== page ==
The April 2006 edition of First Things has an excellent article about Intelligent Design entitled, “Darwin in Dover, PA.” The article got me thinking about the whole question of evolution.
Frankly, I have never been very concerned with evolution and its supposed challenge to God. If I was interested in breeding cattle, I might be very interested in what genetic adaptations make for healthier and stronger animals. In contrast, I am more interested in God’s relationship with creation and our relationships with each other. As a result, Genesis speaks more to me than biology textbooks.
People must realize that there are several questions and categories of questions surrounding the issue of evolution. First, there is the obvious question of science. How well does evolution explain past evidence and predict future natural behavior? Beyond this question, there are cultural, political, and ethical questions. In a society that values the separation of church and state, what do we teach our children? Is it morally responsible for a community to dictate what should be taught to their children? What community standards are immoral to pass on to the next generation? Finally, there are theological questions. What is the role that the Scriptures play in our faith? What is truth? Are nature and revelation in conflict? If so, which takes precedence?
None of these complex questions will be answered with a simple blog entry. Nonetheless, perhaps I can suggest some ground rules. First, Darwin is a straw man. Evolutionary biology has changed a lot since the time of the HMS Beagle. Critics must be honest about who and what they criticize. Second, critics of evolution should not be dismissed out of hand. Many who cling to the science of evolution would be appalled to find themselves in the same camp as promoters of racism and eugenics. Most critics of evolution that I know are not concerned with microbiology but rather with macro things--human relationships, the place of humanity in the created order, and the integrity of the biblical text.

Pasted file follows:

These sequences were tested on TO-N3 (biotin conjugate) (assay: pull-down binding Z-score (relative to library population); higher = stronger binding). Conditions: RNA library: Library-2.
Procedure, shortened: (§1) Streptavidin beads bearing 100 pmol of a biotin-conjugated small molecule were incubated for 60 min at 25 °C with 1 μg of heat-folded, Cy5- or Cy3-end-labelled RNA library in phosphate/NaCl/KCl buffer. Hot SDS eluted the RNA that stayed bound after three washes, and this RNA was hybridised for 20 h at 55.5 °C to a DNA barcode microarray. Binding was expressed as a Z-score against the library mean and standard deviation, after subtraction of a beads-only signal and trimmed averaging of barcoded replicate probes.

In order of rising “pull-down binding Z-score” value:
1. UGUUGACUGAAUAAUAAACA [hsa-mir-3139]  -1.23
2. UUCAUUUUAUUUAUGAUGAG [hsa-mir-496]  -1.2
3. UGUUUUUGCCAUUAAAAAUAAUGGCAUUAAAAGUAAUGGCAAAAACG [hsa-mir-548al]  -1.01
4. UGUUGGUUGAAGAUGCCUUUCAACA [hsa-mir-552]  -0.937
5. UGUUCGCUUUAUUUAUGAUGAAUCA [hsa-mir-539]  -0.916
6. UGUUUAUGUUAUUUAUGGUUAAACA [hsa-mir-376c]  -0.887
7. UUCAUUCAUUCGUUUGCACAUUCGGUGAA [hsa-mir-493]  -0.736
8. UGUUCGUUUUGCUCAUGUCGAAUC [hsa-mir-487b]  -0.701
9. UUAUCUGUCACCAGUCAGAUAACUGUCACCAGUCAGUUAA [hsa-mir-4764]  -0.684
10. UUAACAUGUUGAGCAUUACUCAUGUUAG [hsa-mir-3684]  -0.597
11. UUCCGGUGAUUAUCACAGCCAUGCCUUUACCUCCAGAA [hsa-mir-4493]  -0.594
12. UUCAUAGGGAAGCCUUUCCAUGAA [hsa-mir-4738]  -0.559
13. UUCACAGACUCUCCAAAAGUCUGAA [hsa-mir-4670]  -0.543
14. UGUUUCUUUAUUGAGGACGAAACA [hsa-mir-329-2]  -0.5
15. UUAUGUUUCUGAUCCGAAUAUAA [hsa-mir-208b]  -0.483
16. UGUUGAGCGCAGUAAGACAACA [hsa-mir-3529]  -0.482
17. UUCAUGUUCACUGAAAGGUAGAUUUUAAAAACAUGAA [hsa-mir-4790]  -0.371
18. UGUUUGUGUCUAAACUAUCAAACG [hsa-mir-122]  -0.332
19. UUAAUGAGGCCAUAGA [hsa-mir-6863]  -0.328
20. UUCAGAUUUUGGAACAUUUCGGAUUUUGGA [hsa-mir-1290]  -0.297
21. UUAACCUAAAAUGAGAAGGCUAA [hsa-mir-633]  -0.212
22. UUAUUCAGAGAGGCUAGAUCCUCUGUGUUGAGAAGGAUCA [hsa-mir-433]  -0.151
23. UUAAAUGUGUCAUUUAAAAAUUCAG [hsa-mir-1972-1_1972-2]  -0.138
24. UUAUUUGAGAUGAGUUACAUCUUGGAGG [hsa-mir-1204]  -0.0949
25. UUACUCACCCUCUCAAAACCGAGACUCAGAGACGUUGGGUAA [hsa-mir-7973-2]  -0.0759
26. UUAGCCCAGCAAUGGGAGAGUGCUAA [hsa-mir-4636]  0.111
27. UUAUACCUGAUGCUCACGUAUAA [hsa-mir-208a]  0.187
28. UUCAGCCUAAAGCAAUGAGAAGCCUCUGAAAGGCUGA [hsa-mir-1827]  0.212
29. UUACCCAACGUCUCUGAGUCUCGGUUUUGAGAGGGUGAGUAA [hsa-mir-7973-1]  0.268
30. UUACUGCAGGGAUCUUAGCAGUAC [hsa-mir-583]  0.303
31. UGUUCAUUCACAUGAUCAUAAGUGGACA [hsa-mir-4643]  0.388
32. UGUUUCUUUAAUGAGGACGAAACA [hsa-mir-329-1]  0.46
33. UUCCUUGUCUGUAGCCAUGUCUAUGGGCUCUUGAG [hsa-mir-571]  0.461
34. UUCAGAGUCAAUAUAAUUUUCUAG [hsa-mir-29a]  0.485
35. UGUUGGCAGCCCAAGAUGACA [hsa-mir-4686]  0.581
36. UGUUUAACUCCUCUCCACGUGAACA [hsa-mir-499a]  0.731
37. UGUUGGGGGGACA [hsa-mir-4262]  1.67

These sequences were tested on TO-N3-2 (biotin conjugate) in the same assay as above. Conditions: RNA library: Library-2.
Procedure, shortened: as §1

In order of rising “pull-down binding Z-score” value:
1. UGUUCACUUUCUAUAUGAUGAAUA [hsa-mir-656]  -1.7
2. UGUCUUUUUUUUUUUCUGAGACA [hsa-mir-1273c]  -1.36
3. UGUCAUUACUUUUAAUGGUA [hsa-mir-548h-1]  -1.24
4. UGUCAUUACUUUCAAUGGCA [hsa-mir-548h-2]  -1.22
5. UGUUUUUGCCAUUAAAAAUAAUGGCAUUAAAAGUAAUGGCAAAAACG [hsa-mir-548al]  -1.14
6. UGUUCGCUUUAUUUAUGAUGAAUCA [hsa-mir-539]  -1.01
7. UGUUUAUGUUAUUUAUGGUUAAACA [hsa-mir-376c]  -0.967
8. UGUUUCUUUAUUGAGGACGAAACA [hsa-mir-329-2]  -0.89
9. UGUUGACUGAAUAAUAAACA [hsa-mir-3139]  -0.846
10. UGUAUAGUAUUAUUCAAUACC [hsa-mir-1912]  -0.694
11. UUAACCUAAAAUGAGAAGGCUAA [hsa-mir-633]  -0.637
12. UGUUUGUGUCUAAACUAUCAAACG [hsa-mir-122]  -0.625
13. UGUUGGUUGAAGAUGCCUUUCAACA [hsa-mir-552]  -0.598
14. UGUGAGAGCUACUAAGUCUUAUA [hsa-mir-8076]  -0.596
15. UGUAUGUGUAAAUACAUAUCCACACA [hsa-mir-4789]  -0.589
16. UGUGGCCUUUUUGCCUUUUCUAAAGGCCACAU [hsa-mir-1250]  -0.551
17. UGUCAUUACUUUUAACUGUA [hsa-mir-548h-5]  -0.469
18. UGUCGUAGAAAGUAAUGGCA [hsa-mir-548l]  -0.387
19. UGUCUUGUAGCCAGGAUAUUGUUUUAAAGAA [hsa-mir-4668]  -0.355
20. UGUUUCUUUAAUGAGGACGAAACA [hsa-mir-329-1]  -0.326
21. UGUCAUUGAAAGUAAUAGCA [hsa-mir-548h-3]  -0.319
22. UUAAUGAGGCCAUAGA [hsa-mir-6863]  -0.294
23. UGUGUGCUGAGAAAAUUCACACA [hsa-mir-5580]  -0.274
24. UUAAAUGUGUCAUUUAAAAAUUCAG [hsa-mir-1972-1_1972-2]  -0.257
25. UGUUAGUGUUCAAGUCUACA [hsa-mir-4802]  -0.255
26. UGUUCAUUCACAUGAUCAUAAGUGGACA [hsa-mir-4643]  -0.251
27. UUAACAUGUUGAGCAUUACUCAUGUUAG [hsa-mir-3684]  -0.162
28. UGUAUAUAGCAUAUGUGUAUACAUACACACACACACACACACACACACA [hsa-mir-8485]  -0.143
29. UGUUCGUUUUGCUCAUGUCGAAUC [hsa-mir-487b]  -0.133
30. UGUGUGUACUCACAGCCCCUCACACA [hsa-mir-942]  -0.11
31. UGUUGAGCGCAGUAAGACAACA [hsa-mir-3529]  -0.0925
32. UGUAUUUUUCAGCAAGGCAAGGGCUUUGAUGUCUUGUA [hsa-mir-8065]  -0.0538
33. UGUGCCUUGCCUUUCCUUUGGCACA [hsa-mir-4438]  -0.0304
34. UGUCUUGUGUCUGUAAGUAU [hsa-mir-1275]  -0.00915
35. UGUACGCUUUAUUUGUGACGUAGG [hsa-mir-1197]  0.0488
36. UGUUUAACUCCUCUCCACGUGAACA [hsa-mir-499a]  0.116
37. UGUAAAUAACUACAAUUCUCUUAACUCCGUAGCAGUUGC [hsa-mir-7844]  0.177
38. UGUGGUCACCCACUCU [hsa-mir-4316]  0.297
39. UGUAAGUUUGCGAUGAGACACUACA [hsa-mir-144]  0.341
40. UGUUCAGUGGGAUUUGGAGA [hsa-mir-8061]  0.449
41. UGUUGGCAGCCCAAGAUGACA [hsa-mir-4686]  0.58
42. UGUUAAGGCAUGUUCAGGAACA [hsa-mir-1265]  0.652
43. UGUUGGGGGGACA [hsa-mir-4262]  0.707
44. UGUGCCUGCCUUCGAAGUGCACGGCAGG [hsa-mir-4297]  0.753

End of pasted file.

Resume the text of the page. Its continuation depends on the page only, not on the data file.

Personally, I must agree that natural selection makes sense. Those whose genetics allow for better adaptation have better chances for survival. Likewise, I accept the concept of class as a helpful sociological tool. I also believe that greed and lust are great motivators. However, I am unwilling to reduce all human behavior to one source a la Charles Darwin, Karl Marx, Milton Friedman, or Sigmund Freud. Can evolutionary biology really explain altruism? Can it explain the music of Bach or Mozart? Can it explain Jesus Christ? Every pained explanation attempted falls short. I firmly believe that there is more to life than the material. Life is just a bit more complicated.
Intelligent design suggests that God is in the details. Where natural science is unable to explain, God is there. Maybe, but is ID science? The First Things article suggests “no.” Instead ID is rightly understood as metaphysics. As a compromise, the article asks why not require a philosophy class be taught to high school students including metaphysics. Students could be exposed to Aquinas, Aristotle, and Pascal as well as the skeptical Hume. Such a class would probably meet constitutional muster, and it would prepare students for living in a world where faith is taken seriously. Perhaps, such a class would be a concession that the world is a bit more complicated than some people suggest.